The phrase "only-contextual existence" is something I can't really make sense of. So it's difficult for me to agree or not agree with you about that part.

    Maybe you're conflating two different meanings for "objective":

    1. More than contextual

    2. Unbiased or based on observation
    Michael Ossipoff

    I'm definitely not using a "more than contextual" phrase, because I don't know what the heck that would amount to. The idea of context being a quantificational property, so that we could have "more than it," makes no sense to me.

    I also wouldn't used "unbiased or based on observation" for "objective," for a couple reasons. One, I don't believe it's possible to be unbiased. Two, it seems confused to me to refer to something that people are doing re thinking/reasoning/etc. as "objective." I rather use "mind-independent" or "external to mind(s)" as the definition of "objective."
  • Michael Ossipoff
    1.5k
    Materialists claim that this physical universe has (in some unspecified sense, by some unspecified meaning) existence and realness other than in its own context (or that of our lives). Is their claim about that meaningless?

    Fine. If "more than contextual existence or real-ness" doesn't mean anything to you, then you won't claim that this physical world has existence or real-ness other than in its own context. ...since, according to you, such a claim would be meaningless.

    Then any previously-perceived disagreement was just a misunderstanding.

    Then it isn't clear how you think this physical universe is other than or more than the setting of a hypothetical experience story consisting of the uncontroversially-inevitable logical system that I've described, a system of inter-referring abstract-facts about propositions about hypothetical things.

    By the way, at a different thread, you agreed that there are no things, just facts. How does that reconcile with a claim that this physical universe consists of more than the setting in an experience-story consisting of a system of inter-referring abstract-implications?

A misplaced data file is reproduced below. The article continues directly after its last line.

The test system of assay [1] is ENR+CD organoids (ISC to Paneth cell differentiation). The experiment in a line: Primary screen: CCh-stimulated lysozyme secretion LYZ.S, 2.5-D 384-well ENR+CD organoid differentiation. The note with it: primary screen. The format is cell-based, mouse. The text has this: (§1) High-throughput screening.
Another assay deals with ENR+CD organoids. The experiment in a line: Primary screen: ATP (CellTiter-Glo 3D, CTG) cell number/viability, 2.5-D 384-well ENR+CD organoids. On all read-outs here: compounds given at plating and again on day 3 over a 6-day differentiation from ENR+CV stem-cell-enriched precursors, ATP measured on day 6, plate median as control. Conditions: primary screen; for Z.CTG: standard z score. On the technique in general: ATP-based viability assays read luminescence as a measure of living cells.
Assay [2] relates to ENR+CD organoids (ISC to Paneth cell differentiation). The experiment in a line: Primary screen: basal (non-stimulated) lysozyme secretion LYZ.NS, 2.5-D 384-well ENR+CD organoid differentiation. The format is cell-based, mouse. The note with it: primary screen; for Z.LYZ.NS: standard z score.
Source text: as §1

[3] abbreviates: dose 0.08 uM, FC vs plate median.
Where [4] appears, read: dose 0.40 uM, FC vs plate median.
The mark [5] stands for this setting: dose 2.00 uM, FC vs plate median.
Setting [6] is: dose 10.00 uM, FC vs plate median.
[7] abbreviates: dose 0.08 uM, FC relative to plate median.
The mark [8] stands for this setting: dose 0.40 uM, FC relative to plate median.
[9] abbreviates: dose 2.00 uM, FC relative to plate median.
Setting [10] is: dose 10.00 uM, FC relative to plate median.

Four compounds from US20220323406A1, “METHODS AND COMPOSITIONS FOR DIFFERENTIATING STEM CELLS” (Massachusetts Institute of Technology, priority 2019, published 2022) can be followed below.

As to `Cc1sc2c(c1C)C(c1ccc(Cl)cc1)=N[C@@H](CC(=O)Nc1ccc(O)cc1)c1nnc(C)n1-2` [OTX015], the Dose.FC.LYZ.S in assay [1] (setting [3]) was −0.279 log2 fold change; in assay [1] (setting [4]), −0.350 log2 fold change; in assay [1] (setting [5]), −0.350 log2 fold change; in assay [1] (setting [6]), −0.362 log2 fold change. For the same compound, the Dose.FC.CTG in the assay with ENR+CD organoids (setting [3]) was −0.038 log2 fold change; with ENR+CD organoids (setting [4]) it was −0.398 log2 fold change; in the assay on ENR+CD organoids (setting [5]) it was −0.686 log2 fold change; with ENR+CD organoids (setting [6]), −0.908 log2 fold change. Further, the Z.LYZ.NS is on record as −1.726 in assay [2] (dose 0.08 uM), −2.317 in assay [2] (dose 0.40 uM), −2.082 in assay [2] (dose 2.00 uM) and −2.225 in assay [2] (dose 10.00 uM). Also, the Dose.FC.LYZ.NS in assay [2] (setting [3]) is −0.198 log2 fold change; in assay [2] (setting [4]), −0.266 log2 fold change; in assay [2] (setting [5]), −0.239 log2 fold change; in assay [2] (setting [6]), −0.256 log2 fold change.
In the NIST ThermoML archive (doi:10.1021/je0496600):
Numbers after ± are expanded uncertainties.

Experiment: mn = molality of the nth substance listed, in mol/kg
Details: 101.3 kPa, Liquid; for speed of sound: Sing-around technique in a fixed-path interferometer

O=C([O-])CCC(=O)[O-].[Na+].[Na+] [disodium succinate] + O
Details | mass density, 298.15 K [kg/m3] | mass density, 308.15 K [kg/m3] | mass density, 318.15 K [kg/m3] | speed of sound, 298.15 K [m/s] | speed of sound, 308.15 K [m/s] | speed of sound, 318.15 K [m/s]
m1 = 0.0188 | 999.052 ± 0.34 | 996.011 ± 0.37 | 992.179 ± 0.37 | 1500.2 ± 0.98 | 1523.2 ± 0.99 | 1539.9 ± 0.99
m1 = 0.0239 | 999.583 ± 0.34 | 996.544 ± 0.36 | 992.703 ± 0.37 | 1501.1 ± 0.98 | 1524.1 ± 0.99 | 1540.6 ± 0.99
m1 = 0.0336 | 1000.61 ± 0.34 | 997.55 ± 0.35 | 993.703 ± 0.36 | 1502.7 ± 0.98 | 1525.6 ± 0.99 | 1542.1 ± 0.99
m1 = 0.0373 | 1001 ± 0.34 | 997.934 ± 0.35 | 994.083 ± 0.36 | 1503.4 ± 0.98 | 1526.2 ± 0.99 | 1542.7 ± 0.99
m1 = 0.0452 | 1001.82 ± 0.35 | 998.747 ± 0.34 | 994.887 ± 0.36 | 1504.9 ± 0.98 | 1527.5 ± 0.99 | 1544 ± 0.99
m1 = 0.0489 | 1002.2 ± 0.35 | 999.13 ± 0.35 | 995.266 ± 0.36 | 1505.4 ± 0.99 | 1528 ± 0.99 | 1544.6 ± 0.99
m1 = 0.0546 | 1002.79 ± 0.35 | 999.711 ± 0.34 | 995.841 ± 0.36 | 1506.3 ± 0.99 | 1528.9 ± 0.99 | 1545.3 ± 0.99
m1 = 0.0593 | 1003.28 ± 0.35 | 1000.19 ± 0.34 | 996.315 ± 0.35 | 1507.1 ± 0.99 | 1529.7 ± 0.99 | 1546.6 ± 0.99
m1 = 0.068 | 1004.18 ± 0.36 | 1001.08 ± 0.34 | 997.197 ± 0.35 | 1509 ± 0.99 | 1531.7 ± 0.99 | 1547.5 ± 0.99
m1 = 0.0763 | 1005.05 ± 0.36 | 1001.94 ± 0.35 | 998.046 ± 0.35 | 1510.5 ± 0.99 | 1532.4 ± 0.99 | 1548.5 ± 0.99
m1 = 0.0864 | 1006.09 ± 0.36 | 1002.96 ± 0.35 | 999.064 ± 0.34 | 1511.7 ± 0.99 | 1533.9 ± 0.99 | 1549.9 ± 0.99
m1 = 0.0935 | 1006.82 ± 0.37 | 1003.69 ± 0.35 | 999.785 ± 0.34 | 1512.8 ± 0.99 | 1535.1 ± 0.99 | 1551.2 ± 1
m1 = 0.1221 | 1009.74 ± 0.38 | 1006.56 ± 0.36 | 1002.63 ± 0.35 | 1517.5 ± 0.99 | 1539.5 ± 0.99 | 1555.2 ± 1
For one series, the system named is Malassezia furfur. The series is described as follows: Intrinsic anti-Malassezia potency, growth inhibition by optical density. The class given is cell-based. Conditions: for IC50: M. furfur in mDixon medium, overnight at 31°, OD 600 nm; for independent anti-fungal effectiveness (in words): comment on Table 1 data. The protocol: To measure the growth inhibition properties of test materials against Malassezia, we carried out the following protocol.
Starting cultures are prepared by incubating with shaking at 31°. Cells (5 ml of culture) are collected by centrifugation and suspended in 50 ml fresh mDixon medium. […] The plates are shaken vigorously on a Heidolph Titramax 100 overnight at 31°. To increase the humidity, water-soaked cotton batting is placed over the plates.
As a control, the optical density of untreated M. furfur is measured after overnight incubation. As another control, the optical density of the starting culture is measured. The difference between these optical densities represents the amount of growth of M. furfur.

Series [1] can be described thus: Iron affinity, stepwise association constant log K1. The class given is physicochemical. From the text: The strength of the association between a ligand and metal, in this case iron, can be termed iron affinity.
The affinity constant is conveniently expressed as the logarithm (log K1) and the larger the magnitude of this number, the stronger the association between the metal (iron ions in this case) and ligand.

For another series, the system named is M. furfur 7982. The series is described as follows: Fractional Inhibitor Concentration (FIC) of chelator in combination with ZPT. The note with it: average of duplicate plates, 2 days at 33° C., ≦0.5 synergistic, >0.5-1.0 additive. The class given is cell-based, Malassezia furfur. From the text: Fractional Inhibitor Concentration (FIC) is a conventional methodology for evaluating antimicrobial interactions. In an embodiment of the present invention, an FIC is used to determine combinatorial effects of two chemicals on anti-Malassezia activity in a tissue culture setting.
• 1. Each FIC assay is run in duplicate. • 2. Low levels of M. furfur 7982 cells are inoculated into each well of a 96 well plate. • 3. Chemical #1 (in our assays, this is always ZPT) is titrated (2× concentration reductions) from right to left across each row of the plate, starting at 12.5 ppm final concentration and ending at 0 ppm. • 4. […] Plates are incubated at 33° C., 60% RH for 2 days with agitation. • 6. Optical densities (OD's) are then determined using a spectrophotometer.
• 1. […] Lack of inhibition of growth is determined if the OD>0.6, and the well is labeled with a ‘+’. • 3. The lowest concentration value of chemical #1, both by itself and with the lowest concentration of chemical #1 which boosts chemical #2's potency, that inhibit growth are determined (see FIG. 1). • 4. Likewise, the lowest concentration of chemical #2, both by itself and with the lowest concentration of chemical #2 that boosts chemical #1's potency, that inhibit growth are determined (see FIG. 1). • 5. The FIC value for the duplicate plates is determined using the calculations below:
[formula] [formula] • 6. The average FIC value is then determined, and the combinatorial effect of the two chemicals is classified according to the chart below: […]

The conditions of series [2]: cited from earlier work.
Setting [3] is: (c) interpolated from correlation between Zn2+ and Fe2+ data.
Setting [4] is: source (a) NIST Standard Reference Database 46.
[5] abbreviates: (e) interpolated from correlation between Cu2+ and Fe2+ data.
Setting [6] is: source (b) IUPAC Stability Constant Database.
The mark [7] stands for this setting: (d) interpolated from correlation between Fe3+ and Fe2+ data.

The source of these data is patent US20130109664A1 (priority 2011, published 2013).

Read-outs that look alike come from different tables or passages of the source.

Michael Ossipoff
  • Pattern-chaser
    549
    You believe things exist that you can't describe?Terrapin Station

    Interesting question! :up: :smile: Do I think existing-things are constrained by my ability to describe them? No. Do I therefore think that there could be things out there, real things, that I am incapable of describing? Yes.
  • Michael Ossipoff
    1.5k


    Maybe you mean that it's meaningless to speak of something's existence and real-ness in its own context, because anything is real and existent in its own context.

    Of course. But I was talking about a claim that this physical universe is real &/or existent in some context other than its own. ...a claim that Materialists, but not I, make about this physical universe.

    Michael Ossipoff
  • Pattern-chaser
    549
    But I was talking about a claim that something is real &/or existent in some context other than its ownMichael Ossipoff

    Can something - anything - exist outside its own context? I can't parse that, I'm afraid.
  • Michael Ossipoff
    1.5k
    Can something - anything - exist outside its own context? I can't parse that, I'm afraid.Pattern-chaser

    Of course it can. The country of France exists in the larger context of Europe, to give a spatio-geographical and cultural and historical example.

    MIchael Ossipoff
  • Pattern-chaser
    549
    Can something - anything - exist outside its own context? I can't parse that, I'm afraid. — Pattern-chaser


    Of course it can. The country of France exists in the larger context of Europe, to give a spatio-geographical and cultural and historical example.
    Michael Ossipoff

    That looks to me like you're simply observing that contexts can be nested. France exists in its own context, and within Europe (...the world, solar system, galaxy, etc :wink: ). I don't think anything can exist outside its own context. :chin:
  • DiegoT
    76
    why not? Can´t a person deduce that, if a universe can form for no good reason, anything else can happen too? Including entities capable of producing new universes.
  • Michael Ossipoff
    1.5k
    The country of France exists in the larger context of Europe, to give a spatio-geographical and cultural and historical example. — Michael Ossipoff


    That looks to me like you're simply observing that contexts can be nested. France exists in its own context, and within Europe (...the world, solar system, galaxy, etc :wink: ). I don't think anything can exist outside its own context.
    Pattern-chaser

    But you agreed that France exists within Europe. France's history and culture can meaningfully discussed in the context of overall European history and culture. So doesn't France exist in the European context, in addition to its own context?

    Michael Ossipoff
  • Michael Ossipoff